Sunday, August 26, 2007

NYT: The Spy Chief Speaks NYT: The Spy Chief Speaks

NYT: The Spy Chief Speaks provides the same sort of comic relief as the paper has for the last decade or so, as it lives in its own BDS reality. It starts off with:
After more than a year and a half of administration stonewalling on President Bush’s illegal domestic wiretapping, it was nice to see Mike McConnell, the director of national intelligence, finally unburden himself in a newspaper interview.
Of course, there was never a finding by a court of illegality... and the President's Article II powers haven't even been litigated here.
Take, for example, his disclosure that the government has eavesdropped without warrants on thousands of telephone calls in which one party was outside the United States. He said the government got warrants to continue spying on the person in the United States only “100 or less” times.
This is what was actually said:
And If a foreign bad guy is calling into the United States, if there's a need to have a warrant, for the person in the United States, you just get a warrant. And so if a terrorist calls in and it's another terrorist, I think the American public would want us to do surveillance of that U.S. person in this case. So we would just get a warrant and do that. It's a manageable thing. On the U.S. persons side it's 100 or less. And then the foreign side, it's in the thousands. Now there's a sense that we're doing massive data mining. In fact, what we're doing is surgical. A telephone number is surgical. So, if you know what number, you can select it out. So that's, we've got a lot of territory to make up with people believing that we're doing things we're not doing.
I read that to mean that when a U.S. person is involved, a warrant is, and always has been, acquired.
After Sept. 11, 2001, Mr. Bush ordered the National Security Agency to intercept communications between people in the United States and people abroad without a warrant. That is a violation of the 1978 Foreign Intelligence Surveillance Act, known as FISA.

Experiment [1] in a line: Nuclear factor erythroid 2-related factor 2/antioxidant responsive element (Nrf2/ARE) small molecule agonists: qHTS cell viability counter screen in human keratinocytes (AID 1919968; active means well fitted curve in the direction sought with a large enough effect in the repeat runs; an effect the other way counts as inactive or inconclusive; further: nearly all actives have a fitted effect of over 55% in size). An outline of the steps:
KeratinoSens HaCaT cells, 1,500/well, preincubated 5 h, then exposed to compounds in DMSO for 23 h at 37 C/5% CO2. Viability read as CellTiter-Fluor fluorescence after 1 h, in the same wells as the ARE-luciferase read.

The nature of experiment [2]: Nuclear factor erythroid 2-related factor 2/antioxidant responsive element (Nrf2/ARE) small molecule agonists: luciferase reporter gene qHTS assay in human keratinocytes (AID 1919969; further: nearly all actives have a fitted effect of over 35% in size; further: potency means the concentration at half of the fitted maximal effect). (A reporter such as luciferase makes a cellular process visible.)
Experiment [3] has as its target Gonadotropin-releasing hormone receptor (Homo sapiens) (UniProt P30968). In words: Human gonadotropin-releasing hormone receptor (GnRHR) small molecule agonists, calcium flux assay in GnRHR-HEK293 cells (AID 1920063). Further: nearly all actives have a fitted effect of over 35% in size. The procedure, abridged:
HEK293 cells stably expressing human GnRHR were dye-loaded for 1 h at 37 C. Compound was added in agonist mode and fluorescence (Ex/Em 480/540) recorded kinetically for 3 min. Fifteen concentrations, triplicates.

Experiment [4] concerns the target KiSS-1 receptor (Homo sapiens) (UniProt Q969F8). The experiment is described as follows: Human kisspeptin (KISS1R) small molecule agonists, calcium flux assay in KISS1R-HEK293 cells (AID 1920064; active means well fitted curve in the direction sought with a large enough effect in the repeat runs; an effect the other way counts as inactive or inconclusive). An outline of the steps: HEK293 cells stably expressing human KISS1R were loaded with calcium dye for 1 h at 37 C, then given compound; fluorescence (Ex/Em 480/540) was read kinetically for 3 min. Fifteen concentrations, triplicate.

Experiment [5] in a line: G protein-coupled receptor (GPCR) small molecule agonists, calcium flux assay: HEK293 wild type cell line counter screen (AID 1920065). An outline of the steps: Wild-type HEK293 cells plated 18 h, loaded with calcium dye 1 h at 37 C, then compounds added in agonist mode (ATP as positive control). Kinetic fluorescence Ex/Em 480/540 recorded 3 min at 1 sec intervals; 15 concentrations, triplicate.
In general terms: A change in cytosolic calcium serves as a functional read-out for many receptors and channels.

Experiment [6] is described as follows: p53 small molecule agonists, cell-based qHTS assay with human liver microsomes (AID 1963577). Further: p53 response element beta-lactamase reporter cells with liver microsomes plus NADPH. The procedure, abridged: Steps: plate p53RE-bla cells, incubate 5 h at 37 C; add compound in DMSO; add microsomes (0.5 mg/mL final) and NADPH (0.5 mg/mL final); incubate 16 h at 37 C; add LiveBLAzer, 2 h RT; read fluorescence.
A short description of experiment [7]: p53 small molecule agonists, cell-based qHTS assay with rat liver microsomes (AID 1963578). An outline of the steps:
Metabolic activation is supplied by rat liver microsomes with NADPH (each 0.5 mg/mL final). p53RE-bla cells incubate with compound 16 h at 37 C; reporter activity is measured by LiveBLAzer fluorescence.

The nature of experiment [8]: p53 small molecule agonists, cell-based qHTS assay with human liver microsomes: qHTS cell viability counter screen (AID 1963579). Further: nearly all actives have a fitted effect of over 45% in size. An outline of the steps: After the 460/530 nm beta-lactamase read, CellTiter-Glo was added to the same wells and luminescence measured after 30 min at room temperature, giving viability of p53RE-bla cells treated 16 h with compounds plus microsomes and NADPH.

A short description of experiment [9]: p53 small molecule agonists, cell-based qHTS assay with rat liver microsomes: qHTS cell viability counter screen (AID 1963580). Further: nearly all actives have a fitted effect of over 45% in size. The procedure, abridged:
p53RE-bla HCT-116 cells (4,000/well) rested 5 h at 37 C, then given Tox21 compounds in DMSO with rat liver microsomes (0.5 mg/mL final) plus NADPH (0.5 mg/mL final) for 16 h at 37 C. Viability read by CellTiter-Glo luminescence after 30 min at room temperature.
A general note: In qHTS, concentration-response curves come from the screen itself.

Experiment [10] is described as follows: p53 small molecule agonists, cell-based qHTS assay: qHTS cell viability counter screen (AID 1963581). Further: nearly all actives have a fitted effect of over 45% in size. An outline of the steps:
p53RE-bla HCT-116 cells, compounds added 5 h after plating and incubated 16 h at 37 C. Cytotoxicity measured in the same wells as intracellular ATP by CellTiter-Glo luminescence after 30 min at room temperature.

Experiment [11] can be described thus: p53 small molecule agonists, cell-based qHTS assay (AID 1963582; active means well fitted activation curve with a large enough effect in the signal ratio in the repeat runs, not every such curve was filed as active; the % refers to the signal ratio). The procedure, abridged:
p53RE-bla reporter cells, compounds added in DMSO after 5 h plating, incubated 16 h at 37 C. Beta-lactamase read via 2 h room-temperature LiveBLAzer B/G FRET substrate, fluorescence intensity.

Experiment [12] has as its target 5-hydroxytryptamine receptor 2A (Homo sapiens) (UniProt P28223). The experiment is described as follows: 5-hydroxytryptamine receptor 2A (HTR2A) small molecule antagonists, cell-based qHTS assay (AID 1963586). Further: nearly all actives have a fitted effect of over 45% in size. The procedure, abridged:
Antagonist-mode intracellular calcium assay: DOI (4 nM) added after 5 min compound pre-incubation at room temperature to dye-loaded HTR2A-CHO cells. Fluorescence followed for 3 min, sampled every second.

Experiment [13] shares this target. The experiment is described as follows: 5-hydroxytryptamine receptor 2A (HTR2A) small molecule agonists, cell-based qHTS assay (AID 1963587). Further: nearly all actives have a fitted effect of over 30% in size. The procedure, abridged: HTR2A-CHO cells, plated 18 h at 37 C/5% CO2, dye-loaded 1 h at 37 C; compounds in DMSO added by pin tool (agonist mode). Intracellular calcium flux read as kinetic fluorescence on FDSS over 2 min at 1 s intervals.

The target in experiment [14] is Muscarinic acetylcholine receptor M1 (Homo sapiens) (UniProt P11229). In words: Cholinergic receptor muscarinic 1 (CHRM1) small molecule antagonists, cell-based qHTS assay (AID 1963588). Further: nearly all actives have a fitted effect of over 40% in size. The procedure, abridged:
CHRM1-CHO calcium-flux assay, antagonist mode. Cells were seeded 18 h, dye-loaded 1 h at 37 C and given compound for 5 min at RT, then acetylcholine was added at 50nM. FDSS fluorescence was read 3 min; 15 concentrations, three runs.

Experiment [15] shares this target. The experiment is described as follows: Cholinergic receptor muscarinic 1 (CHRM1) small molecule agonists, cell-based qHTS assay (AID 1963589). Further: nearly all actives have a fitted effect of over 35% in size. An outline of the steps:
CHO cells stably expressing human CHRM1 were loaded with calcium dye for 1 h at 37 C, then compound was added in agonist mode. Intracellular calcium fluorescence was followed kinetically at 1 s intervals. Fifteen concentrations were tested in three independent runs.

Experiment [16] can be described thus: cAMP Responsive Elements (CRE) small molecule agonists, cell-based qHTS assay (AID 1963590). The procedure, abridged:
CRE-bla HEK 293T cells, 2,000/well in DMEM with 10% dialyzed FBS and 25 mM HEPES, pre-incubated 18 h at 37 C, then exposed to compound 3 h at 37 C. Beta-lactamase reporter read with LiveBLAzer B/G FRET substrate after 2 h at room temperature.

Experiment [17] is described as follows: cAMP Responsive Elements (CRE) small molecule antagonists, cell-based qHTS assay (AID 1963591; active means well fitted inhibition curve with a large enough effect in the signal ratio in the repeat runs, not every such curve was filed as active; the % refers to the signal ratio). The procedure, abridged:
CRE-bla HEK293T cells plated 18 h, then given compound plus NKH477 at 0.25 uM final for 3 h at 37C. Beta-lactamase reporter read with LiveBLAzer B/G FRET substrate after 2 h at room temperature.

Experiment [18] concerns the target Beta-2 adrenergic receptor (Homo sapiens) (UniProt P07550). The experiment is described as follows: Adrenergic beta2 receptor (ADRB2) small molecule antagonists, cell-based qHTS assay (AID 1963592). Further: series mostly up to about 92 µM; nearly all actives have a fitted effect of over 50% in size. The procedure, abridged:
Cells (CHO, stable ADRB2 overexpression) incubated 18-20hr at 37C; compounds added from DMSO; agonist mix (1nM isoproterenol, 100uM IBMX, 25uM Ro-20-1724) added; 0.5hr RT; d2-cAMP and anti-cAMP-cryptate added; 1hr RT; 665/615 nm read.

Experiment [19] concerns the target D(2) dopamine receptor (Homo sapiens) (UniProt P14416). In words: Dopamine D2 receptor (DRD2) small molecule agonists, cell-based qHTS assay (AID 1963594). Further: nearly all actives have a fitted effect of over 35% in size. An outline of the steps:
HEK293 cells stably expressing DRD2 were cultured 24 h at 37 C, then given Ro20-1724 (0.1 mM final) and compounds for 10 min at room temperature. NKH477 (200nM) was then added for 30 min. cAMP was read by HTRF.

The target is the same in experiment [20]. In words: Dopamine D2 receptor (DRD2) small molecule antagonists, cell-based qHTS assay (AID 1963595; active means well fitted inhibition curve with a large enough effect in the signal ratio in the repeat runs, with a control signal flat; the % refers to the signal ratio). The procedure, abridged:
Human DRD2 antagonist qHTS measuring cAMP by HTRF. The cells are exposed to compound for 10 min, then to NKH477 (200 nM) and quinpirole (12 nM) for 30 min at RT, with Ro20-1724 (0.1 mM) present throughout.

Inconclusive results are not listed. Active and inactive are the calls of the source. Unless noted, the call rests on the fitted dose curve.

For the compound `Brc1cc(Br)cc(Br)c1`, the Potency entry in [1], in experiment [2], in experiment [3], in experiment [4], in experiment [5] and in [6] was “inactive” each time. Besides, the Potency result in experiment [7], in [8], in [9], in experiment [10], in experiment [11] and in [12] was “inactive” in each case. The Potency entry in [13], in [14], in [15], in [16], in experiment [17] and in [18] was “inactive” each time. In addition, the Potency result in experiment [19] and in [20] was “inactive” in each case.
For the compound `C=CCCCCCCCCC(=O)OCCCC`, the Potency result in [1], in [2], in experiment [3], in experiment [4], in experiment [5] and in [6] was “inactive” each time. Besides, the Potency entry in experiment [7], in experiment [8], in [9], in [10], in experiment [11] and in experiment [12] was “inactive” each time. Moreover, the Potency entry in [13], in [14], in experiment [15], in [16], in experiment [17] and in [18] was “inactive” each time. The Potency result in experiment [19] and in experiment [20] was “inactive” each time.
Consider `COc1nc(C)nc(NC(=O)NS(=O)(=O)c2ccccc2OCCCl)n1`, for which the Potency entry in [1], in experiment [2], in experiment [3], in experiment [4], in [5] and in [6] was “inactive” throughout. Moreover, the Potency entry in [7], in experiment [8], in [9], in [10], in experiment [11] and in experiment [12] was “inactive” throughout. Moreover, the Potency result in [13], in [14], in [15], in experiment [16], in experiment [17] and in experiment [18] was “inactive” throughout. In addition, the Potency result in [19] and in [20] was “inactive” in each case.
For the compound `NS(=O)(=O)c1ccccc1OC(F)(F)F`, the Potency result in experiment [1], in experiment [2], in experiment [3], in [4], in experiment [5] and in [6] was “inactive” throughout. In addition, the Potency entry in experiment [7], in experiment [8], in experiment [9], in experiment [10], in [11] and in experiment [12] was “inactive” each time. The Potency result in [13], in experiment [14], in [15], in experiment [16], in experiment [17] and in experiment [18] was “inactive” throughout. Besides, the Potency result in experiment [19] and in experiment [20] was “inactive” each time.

Maybe, and maybe not. Besides, most of what was being intercepted was purely foreign.
Now we know the law was broken thousands of times. In 100 or so cases, the unlawfully intercepted calls led agents to believe that the person in the United States was a bad actor (Mr. McConnell implied, sort of, that they were terrorists), and the government’s lawyers obtained a warrant. We are still looking for that loophole in the Fourth Amendment.
Obviously, from the quote of McConnell, this conclusion was invented with little regard to reality. And as for the 4th Amdt? That is just silly. It only prevents unreasonable searches, and the U.S. has intercepted international communications during every war since electronic communications became commonplace. No court of final and competent jurisdiction has ever said that international calls with declared enemies of this country have a reasonable expectation of privacy. Besides, even if they did (and they don't), the NSA TSP surveillance of such would still not be unreasonable, given the reality of the threat, and that the interceptions are not being used in criminal prosecutions.

The remainder of the article is more of the same, mischaracterizations of the law and what McConnell said, all pandering to a BDS unreality that bears little if any relationship to what is actually happening.

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